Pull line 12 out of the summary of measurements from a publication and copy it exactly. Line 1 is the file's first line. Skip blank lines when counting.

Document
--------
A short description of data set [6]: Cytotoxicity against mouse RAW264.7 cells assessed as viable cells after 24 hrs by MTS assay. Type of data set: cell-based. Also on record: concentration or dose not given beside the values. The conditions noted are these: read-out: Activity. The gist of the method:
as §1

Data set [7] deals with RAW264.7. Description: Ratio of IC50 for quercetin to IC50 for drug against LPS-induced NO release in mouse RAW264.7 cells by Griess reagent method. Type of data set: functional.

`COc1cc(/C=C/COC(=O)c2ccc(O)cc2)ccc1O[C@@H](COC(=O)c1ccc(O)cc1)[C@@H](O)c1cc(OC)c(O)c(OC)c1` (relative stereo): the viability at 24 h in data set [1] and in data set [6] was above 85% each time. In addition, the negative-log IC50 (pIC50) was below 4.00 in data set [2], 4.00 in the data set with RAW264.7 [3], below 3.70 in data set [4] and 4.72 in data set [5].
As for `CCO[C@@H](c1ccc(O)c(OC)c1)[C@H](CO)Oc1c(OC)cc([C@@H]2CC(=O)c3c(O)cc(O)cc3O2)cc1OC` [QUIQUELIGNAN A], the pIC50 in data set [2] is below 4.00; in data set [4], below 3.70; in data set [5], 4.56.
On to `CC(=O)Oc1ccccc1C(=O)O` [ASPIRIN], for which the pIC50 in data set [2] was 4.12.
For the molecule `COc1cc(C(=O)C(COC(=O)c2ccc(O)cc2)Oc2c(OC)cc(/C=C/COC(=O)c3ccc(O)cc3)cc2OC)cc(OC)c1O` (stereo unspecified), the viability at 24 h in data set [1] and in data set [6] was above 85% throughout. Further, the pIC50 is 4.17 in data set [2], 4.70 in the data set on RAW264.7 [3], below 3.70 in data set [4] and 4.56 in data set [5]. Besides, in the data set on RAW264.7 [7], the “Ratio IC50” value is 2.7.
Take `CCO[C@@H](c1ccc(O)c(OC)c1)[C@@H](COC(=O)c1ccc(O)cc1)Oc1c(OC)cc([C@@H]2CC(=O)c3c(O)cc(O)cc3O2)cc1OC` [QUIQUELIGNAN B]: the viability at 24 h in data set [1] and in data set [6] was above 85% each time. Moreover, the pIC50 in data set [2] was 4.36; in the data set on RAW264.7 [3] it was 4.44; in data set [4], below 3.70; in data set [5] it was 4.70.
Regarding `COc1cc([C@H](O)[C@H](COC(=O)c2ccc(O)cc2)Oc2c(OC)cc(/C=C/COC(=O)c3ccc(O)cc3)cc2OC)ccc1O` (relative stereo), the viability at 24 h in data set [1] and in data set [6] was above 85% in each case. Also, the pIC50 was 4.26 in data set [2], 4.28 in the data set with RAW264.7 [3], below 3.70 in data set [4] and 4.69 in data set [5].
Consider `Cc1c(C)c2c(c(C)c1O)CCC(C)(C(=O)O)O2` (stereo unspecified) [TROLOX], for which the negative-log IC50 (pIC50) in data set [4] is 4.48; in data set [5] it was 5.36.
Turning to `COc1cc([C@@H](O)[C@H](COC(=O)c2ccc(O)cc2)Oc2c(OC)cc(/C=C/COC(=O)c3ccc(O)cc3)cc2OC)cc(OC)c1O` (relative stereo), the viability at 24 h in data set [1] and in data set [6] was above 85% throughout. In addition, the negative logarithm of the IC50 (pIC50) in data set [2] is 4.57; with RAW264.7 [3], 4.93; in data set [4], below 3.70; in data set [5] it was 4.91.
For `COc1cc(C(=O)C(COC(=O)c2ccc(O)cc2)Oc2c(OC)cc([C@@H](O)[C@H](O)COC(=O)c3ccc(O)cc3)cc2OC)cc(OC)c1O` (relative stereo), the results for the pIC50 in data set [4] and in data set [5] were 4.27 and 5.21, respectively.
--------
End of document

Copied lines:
For `COc1cc(C(=O)C(COC(=O)c2ccc(O)cc2)Oc2c(OC)cc([C@@H](O)[C@H](O)COC(=O)c3ccc(O)cc3)cc2OC)cc(OC)c1O` (relative stereo), the results for the pIC50 in data set [4] and in data set [5] were 4.27 and 5.21, respectively.